All of the seven nurses and midwives were recognised not just for the care the provided to patients, but the support and leadership they gave to their colleagues. Registered Nurse of the Year went to Catherine Brennan (pictured on front cover) who works in community nursing. NSLHD Director of Nursing and Midwifery Claire Harris said Catherine exemplified excellence in nursing every day and had done so since working in the district since the late 1990s. “Catherine mentors our community nurses and emerging nurse leaders, coaching them to be the best they can and facilitating their professional and personal growth,” she said. Midwife of the Year went to Anne Keely who is part of the midwifery group practice at Ryde and RNSH. “Anne is a truly inspirational worker that

Claire Harris with Enrolled Nurse of the Year Helen Elliott

Ryde Hospital Director of Nursing and Midwifery Alecia Daly and Leadership Award of the Year recipient Amanda Pereira-Alury

Gradstart of the Year recipient Josh Neely with Hornsby Hospital Director of Nursing and Midwifery Drew Hilditch-Roberts



(Left to right): Caitlin Fenech, Dr Karin Aubrey, Dr Neda Assareh and Dr Yo Otsu

New approach delivers breakthrough for pain researchers A Researchers at the Kolling Institute have made important progress towards the periaqueductal gray, a part of the brain which influences pain responses and anxiety linked to pain.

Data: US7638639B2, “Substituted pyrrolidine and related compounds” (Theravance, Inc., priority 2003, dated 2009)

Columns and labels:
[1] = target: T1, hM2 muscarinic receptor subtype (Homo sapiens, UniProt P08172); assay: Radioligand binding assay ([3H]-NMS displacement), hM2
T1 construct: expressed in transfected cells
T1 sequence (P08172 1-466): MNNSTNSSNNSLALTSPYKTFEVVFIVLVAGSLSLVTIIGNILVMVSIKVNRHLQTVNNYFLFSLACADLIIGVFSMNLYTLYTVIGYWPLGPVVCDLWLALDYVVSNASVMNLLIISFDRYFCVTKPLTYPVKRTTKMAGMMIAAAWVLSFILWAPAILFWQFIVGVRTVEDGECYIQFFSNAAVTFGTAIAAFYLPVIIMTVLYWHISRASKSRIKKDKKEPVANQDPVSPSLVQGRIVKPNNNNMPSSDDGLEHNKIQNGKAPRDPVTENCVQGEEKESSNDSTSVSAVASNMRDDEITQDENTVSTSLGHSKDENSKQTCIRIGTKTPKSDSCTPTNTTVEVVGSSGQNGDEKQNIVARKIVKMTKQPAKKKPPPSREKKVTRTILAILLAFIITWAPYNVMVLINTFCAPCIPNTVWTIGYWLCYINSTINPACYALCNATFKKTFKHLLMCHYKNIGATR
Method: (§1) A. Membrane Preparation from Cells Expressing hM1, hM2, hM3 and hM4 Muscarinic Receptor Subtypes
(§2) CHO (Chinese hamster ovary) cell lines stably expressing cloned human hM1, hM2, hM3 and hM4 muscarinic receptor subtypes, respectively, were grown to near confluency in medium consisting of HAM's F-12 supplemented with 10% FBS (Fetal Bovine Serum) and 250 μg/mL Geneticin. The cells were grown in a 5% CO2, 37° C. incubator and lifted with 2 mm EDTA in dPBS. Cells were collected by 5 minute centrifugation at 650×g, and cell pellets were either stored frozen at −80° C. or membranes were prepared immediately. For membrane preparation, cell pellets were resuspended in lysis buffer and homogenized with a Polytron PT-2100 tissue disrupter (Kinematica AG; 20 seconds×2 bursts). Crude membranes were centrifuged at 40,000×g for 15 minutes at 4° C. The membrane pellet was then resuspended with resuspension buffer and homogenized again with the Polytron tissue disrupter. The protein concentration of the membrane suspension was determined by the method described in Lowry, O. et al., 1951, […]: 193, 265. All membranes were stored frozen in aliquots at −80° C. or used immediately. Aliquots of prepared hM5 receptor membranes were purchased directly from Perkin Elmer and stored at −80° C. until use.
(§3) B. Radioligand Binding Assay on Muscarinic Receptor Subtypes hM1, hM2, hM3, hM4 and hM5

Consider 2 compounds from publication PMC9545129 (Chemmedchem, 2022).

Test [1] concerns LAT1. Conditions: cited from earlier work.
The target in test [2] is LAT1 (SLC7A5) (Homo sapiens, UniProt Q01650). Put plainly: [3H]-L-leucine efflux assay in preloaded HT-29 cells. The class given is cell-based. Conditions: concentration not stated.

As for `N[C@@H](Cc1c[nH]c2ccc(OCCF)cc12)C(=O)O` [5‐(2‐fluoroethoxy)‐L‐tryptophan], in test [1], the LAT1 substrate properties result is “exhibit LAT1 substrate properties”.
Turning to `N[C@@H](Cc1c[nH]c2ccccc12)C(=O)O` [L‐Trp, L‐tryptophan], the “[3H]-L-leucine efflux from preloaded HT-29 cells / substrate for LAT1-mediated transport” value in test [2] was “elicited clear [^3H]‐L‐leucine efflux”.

development of new treatments for chronic pain by identifying a small group of cells which can control pain responses. The breakthrough comes as approximately 20 per cent of the world’s population suffers from chronic pain, including around 3.4 million Australians. Dr Neda Assareh, a neuroscientist research fellow from the Pain Management Research Centre said medications and psychological support offer some relief, but many people continue to experience ongoing pain without effective treatments, and this often leads to depression and anxiety. She says a large number of people continue to use opioids which can be addictive and ineffective. “Our team however, has been working to develop better and safer treatments for chronic pain by improving our understanding of which pain pathways shape the experience of pain,” she said. “In this ground-breaking study, we used an advanced bioengineering technique to investigate how the brain organises pain signals, and we found evidence that a never- investigated cell type can control pain. “The study relied on chemogenetics, a technique that allowed us to activate and inactivate a small population of glycinergic neurons in isolation. “These neurons are found in the midbrain